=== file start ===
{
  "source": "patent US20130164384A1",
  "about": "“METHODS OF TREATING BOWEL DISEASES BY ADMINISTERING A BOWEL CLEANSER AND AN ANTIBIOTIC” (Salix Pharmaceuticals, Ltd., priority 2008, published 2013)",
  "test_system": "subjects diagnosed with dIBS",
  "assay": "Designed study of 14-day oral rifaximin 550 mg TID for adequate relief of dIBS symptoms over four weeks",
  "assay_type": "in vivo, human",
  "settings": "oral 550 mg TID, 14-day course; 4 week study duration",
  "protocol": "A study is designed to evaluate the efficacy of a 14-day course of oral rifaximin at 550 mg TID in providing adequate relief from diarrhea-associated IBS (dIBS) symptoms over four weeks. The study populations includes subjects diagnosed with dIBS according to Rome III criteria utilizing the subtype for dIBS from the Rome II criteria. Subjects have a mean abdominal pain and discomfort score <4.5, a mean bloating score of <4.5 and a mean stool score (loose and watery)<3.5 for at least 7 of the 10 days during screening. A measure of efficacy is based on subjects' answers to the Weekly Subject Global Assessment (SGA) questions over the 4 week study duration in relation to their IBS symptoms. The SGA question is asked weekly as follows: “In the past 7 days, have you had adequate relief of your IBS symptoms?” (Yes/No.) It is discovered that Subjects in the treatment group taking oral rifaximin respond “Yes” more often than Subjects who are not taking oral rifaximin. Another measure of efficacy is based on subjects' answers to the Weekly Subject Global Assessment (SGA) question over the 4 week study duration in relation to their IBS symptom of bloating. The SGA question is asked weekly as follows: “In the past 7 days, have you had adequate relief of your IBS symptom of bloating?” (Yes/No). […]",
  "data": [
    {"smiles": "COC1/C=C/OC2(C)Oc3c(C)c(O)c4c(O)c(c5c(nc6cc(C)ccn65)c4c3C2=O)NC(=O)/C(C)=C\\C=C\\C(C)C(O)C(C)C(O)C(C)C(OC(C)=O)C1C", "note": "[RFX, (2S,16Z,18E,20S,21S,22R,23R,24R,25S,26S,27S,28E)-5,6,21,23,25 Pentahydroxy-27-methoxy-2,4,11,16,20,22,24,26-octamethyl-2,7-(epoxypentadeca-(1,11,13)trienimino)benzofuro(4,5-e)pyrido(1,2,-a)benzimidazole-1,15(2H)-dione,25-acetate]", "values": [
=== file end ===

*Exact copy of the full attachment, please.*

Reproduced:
{
  "source": "patent US20130164384A1",
  "about": "“METHODS OF TREATING BOWEL DISEASES BY ADMINISTERING A BOWEL CLEANSER AND AN ANTIBIOTIC” (Salix Pharmaceuticals, Ltd., priority 2008, published 2013)",
  "test_system": "subjects diagnosed with dIBS",
  "assay": "Designed study of 14-day oral rifaximin 550 mg TID for adequate relief of dIBS symptoms over four weeks",
  "assay_type": "in vivo, human",
  "settings": "oral 550 mg TID, 14-day course; 4 week study duration",
  "protocol": "A study is designed to evaluate the efficacy of a 14-day course of oral rifaximin at 550 mg TID in providing adequate relief from diarrhea-associated IBS (dIBS) symptoms over four weeks. The study populations includes subjects diagnosed with dIBS according to Rome III criteria utilizing the subtype for dIBS from the Rome II criteria. Subjects have a mean abdominal pain and discomfort score <4.5, a mean bloating score of <4.5 and a mean stool score (loose and watery)<3.5 for at least 7 of the 10 days during screening. A measure of efficacy is based on subjects' answers to the Weekly Subject Global Assessment (SGA) questions over the 4 week study duration in relation to their IBS symptoms. The SGA question is asked weekly as follows: “In the past 7 days, have you had adequate relief of your IBS symptoms?” (Yes/No.) It is discovered that Subjects in the treatment group taking oral rifaximin respond “Yes” more often than Subjects who are not taking oral rifaximin. Another measure of efficacy is based on subjects' answers to the Weekly Subject Global Assessment (SGA) question over the 4 week study duration in relation to their IBS symptom of bloating. The SGA question is asked weekly as follows: “In the past 7 days, have you had adequate relief of your IBS symptom of bloating?” (Yes/No). […]",
  "data": [
    {"smiles": "COC1/C=C/OC2(C)Oc3c(C)c(O)c4c(O)c(c5c(nc6cc(C)ccn65)c4c3C2=O)NC(=O)/C(C)=C\\C=C\\C(C)C(O)C(C)C(O)C(C)C(OC(C)=O)C1C", "note": "[RFX, (2S,16Z,18E,20S,21S,22R,23R,24R,25S,26S,27S,28E)-5,6,21,23,25 Pentahydroxy-27-methoxy-2,4,11,16,20,22,24,26-octamethyl-2,7-(epoxypentadeca-(1,11,13)trienimino)benzofuro(4,5-e)pyrido(1,2,-a)benzimidazole-1,15(2H)-dione,25-acetate]", "values": [